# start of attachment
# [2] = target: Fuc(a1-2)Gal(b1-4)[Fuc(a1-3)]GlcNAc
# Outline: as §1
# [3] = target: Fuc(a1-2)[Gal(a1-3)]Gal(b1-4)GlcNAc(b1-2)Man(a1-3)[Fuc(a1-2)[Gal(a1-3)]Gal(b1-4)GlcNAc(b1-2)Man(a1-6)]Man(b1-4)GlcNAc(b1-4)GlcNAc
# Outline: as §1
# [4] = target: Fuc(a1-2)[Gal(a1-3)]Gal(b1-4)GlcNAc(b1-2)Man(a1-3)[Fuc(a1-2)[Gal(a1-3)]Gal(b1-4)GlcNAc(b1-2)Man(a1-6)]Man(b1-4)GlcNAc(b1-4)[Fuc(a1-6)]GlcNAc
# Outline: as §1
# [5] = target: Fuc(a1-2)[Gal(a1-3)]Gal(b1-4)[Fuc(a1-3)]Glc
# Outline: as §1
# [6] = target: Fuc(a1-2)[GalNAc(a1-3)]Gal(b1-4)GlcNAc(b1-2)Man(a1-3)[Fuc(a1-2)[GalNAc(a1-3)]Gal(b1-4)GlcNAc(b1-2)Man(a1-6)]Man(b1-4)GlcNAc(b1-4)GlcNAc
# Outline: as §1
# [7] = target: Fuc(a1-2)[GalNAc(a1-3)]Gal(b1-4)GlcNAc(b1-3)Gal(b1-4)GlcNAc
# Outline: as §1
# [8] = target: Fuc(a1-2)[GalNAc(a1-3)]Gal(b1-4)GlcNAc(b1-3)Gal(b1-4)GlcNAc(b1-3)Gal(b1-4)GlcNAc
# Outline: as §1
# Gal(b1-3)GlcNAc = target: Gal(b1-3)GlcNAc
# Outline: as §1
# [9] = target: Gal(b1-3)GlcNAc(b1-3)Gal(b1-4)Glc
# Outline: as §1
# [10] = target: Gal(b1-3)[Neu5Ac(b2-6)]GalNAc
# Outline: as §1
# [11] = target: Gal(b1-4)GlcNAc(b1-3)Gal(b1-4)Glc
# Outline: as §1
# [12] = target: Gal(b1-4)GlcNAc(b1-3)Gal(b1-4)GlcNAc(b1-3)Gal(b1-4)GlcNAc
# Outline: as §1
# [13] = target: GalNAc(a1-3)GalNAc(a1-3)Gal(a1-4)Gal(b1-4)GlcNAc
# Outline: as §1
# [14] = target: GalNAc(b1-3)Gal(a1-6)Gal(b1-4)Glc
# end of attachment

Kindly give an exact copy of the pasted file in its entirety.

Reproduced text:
# [2] = target: Fuc(a1-2)Gal(b1-4)[Fuc(a1-3)]GlcNAc
# Outline: as §1
# [3] = target: Fuc(a1-2)[Gal(a1-3)]Gal(b1-4)GlcNAc(b1-2)Man(a1-3)[Fuc(a1-2)[Gal(a1-3)]Gal(b1-4)GlcNAc(b1-2)Man(a1-6)]Man(b1-4)GlcNAc(b1-4)GlcNAc
# Outline: as §1
# [4] = target: Fuc(a1-2)[Gal(a1-3)]Gal(b1-4)GlcNAc(b1-2)Man(a1-3)[Fuc(a1-2)[Gal(a1-3)]Gal(b1-4)GlcNAc(b1-2)Man(a1-6)]Man(b1-4)GlcNAc(b1-4)[Fuc(a1-6)]GlcNAc
# Outline: as §1
# [5] = target: Fuc(a1-2)[Gal(a1-3)]Gal(b1-4)[Fuc(a1-3)]Glc
# Outline: as §1
# [6] = target: Fuc(a1-2)[GalNAc(a1-3)]Gal(b1-4)GlcNAc(b1-2)Man(a1-3)[Fuc(a1-2)[GalNAc(a1-3)]Gal(b1-4)GlcNAc(b1-2)Man(a1-6)]Man(b1-4)GlcNAc(b1-4)GlcNAc
# Outline: as §1
# [7] = target: Fuc(a1-2)[GalNAc(a1-3)]Gal(b1-4)GlcNAc(b1-3)Gal(b1-4)GlcNAc
# Outline: as §1
# [8] = target: Fuc(a1-2)[GalNAc(a1-3)]Gal(b1-4)GlcNAc(b1-3)Gal(b1-4)GlcNAc(b1-3)Gal(b1-4)GlcNAc
# Outline: as §1
# Gal(b1-3)GlcNAc = target: Gal(b1-3)GlcNAc
# Outline: as §1
# [9] = target: Gal(b1-3)GlcNAc(b1-3)Gal(b1-4)Glc
# Outline: as §1
# [10] = target: Gal(b1-3)[Neu5Ac(b2-6)]GalNAc
# Outline: as §1
# [11] = target: Gal(b1-4)GlcNAc(b1-3)Gal(b1-4)Glc
# Outline: as §1
# [12] = target: Gal(b1-4)GlcNAc(b1-3)Gal(b1-4)GlcNAc(b1-3)Gal(b1-4)GlcNAc
# Outline: as §1
# [13] = target: GalNAc(a1-3)GalNAc(a1-3)Gal(a1-4)Gal(b1-4)GlcNAc
# Outline: as §1
# [14] = target: GalNAc(b1-3)Gal(a1-6)Gal(b1-4)Glc